Systematic review and meta-analysis of the impact of preconception lifestyle interventions on fertility, obstetric, fetal, anthropometric and metabolic outcomes in men and women

Lan, L, Harrison, CL, Misso, M, Hill, Briony, Teede, HJ, Mol, BW and Moran, LJ 2017, Systematic review and meta-analysis of the impact of preconception lifestyle interventions on fertility, obstetric, fetal, anthropometric and metabolic outcomes in men and women, Human reproduction, vol. 32, no. 9, pp. 1925-1940, doi: 10.1093/humrep/dex241.

Attached Files
Name Description MIMEType Size Downloads

Title Systematic review and meta-analysis of the impact of preconception lifestyle interventions on fertility, obstetric, fetal, anthropometric and metabolic outcomes in men and women
Author(s) Lan, L
Harrison, CL
Misso, M
Hill, BrionyORCID iD for Hill, Briony
Teede, HJ
Mol, BW
Moran, LJ
Journal name Human reproduction
Volume number 32
Issue number 9
Start page 1925
End page 1940
Total pages 16
Publisher Oxford University Press
Place of publication Oxford, Eng.
Publication date 2017-09
ISSN 1460-2350
Keyword(s) birth weight
lifestyle intervention
systematic review
Summary STUDY QUESTION: What is the impact of preconception lifestyle interventions on live birth, birth weight and pregnancy rate? SUMMARY ANSWER: Lifestyle interventions showed benefits for weight loss and increased natural pregnancy rate, but not for live birth or birth weight. WHAT IS KNOWN ALREADY: Evidence on the practice and content of preconception counseling and interventions is variable and limited. STUDY DESIGN, SIZE, DURATION: Systematic review and meta-analysis (MA). Main search terms were those related to preconception lifestyle. Database searched were Ovid MEDLINE(R), EBM Reviews, PsycINFO, EMBASE and CINAHL Plus. No language restriction was placed on the published articles. The final search was performed on 10 January 2017. PARTICIPANTS/MATERIALS, SETTING, METHODS: Participants were non-pregnant women of childbearing age intent on conceiving or their male partners. Exclusion criteria include participants with BMI < 18 kg/m2, animal trials, hereditary disorder in one or both partners and trials focusing solely on alcohol or smoking cessation/reduction, micronutrient supplementation, or diabetes control. Anthropometric, fertility, obstetric and fetal outcomes were assessed. Bias and quality assessments were performed. MAIN RESULTS AND THE ROLE OF CHANCE: The search returned 1802 articles and eight studies were included for analysis. Populations targeted were primarily overweight or obese subfertile women seeking reproductive assistance, with few community-based studies and none including men. MA showed greater reduction in weight (n = 3, P < 0.00001, mean difference: -3.48 kg, 95% CI: -4.29, -2.67, I2 = 0%) and BMI (n = 2, P < 0.00001, mean difference: -1.40 kg/m2, 95% CI: -1.95, -0.84, I2 = 24%) with intervention. The only significant fertility outcome was an increased natural pregnancy rate (n = 2, P = 0.003, odds ratio: 1.87, CI: 1.24, 2.81, I2 = 0%). No differences were observed for ART adverse events, clinical pregnancy, pregnancy complications, delivery complications, live birth, premature birth, birth weight, neonatal mortality or anxiety. Risk of bias were high for three studies, moderate for three studies and low for two studies, Attrition bias was moderate or high in majority of studies. LIMITATIONS, REASONS FOR CAUTION: Results were limited to subfertile or infertile women who were overweight or obese undergoing ART with no studies in men. The heterogeneous nature of the interventions in terms of duration and regimen means no conclusions could be made regarding the method or components of optimal lifestyle intervention. Attrition bias itself is an important factor that could affect efficacy of interventions. WIDER IMPLICATIONS OF THE FINDINGS: Existing preconception lifestyle interventions primarily targeted overweight and obese subfertile women undergoing ART with a focus on weight loss. It is important to note that natural conception increased with lifestyle intervention. This emphasizes the need for further research exploring optimal components of preconception lifestyle interventions in the broader population and on the optimal nature, intensity and timing of interventions. STUDY FUNDING/COMPETING INTEREST(S): No conflict of interest declared. C.L.H. is a National Heart Foundation Postdoctoral Research Fellow. B.H. is funded by an Alfred Deakin Postdoctoral Research Fellowship. H.J.T. and B.W.M. hold NHMRC Practitioner fellowships. L.J.M. is supported by a SACVRDP Fellowship; a program collaboratively funded by the NHF, the South Australian Department of Health and the South Australian Health and Medical Research Institute. PROSPERO REGISTRATION NUMBER: CRD42015023952.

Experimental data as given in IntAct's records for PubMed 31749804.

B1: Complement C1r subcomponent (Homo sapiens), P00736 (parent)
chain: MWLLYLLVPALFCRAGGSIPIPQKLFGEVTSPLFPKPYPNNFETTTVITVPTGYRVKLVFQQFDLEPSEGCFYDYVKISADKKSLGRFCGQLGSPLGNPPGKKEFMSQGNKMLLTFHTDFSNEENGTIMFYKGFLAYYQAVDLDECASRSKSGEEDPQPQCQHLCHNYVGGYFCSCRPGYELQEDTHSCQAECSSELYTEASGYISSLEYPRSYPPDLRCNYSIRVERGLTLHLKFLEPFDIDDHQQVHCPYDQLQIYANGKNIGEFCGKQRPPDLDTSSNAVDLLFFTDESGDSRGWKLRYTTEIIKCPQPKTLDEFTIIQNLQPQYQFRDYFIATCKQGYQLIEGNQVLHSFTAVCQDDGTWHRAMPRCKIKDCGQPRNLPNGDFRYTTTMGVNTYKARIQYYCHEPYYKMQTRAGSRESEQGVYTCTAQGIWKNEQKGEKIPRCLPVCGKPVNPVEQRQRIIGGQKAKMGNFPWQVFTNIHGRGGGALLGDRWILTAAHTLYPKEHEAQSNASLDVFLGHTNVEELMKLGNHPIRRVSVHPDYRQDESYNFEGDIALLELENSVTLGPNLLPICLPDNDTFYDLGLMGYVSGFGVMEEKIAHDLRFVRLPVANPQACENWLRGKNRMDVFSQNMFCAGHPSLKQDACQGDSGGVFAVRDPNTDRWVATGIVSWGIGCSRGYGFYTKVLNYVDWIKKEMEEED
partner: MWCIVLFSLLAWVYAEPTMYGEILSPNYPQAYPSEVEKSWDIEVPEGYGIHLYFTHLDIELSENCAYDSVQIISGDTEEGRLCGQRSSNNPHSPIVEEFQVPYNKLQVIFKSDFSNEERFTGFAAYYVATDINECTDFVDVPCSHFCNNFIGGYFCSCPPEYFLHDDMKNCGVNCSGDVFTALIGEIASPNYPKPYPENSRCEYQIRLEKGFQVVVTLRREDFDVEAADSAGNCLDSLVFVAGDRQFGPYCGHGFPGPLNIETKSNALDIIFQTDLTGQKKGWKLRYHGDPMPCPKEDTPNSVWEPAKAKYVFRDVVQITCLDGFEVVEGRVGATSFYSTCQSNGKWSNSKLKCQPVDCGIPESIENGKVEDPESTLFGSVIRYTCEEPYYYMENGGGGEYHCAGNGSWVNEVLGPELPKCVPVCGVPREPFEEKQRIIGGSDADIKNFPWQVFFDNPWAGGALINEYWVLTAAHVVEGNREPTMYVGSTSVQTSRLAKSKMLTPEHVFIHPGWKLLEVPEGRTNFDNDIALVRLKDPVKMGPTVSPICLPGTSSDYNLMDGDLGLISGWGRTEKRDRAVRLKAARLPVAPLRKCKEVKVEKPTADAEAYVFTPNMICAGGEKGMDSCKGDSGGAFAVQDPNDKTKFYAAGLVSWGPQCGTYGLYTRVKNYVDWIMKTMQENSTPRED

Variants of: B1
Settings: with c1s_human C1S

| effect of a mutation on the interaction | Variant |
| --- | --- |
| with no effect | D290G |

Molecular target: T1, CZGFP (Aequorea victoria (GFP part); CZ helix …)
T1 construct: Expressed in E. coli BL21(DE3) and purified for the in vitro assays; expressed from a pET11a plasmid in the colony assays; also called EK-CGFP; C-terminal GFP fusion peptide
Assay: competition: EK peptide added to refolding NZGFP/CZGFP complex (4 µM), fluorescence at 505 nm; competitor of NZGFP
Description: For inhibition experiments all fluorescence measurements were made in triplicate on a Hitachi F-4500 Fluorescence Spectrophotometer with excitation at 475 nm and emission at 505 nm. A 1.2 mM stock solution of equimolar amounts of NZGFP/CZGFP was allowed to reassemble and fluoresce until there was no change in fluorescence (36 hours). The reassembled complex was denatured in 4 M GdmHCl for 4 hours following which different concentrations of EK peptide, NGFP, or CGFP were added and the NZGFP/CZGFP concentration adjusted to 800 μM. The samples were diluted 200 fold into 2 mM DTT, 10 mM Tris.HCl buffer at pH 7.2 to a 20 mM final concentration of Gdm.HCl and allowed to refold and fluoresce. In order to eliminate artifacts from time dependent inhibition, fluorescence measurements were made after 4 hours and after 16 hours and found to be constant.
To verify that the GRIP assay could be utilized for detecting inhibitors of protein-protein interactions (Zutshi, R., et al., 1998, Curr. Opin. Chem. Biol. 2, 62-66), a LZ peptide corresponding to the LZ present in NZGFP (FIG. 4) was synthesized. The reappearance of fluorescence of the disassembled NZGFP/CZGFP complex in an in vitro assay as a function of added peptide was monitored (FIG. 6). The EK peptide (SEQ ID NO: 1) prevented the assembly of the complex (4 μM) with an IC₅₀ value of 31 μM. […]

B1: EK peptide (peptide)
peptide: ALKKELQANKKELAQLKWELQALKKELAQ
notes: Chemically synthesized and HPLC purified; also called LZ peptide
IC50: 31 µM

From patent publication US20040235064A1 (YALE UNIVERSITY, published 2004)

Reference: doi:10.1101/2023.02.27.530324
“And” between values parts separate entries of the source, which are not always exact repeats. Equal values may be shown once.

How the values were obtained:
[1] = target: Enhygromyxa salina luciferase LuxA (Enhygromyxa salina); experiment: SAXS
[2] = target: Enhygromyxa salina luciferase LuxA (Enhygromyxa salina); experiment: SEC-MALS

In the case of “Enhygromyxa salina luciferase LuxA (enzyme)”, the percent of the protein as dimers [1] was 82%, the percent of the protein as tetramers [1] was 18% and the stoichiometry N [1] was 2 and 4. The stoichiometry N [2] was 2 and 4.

Language eng
DOI 10.1093/humrep/dex241
Field of Research 111716 Preventive Medicine
170106 Health, Clinical and Counselling Psychology
16 Studies In Human Society
11 Medical And Health Sciences
Socio Economic Objective 920401 Behaviour and Health
HERDC Research category C1 Refereed article in a scholarly journal
ERA Research output type C Journal article
Copyright notice ©2017, The Author
Persistent URL

Document type: Journal Article
Collection: School of Psychology
Connect to link resolver
Unless expressly stated otherwise, the copyright for items in DRO is owned by the author, with all rights reserved.

Version Filter Type
Citation counts: TR Web of Science Citation Count  Cited 2 times in TR Web of Science
Scopus Citation Count Cited 2 times in Scopus
Google Scholar Search Google Scholar
Access Statistics: 23 Abstract Views, 2 File Downloads  -  Detailed Statistics
Created: Wed, 30 May 2018, 14:38:01 EST

Every reasonable effort has been made to ensure that permission has been obtained for items included in DRO. If you believe that your rights have been infringed by this repository, please contact